If A Monkey Takes A Selfie, Who Owns The Copyright?
Wikipedia is refusing to recognize a photographer’s copyright claims to a photograph because it claims that the copyright actually belongs to a monkey:
If a monkey snaps a selfie in the forest, does he own it?
By now, the legal pseudo-doctrine of “he who takes the selfie owns the selfie” has settled into the collective consciousness. But what happens if an animal takes the photo?
British photographer David Slater is locked in a dispute with Wikimedia Commons (and its parent organization the Wikimedia Foundation) over whether a photo taken by an animal with a photographer’s camera becomes part of the public domain or the property of the camera’s owner.
Slater insists he owns the rights to the image of a monkey staring curiously into the camera as he snapped a selfie, and the photographer claims he’s suffered considerable expense to secure the photos. The fact that they have been, essentially, distributed for free on the Internet through the Wikimedia Commons Web site has cost him untold amounts of money.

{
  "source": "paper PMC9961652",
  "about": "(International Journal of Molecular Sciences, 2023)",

“This is ruining my business,” Slater told The Post on Wednesday. “If it was a normal photograph and I had claimed I had taken it, I would potentially be a lot richer than I am.”
The now-famous self-portrait, if you will, was taken by a crested black macaque (Macaca nigra) in an Indonesian forest in 2011. Slater traveled to the country from Gloucestershire and spent three days following the animals with his camera equipment and a tour guide.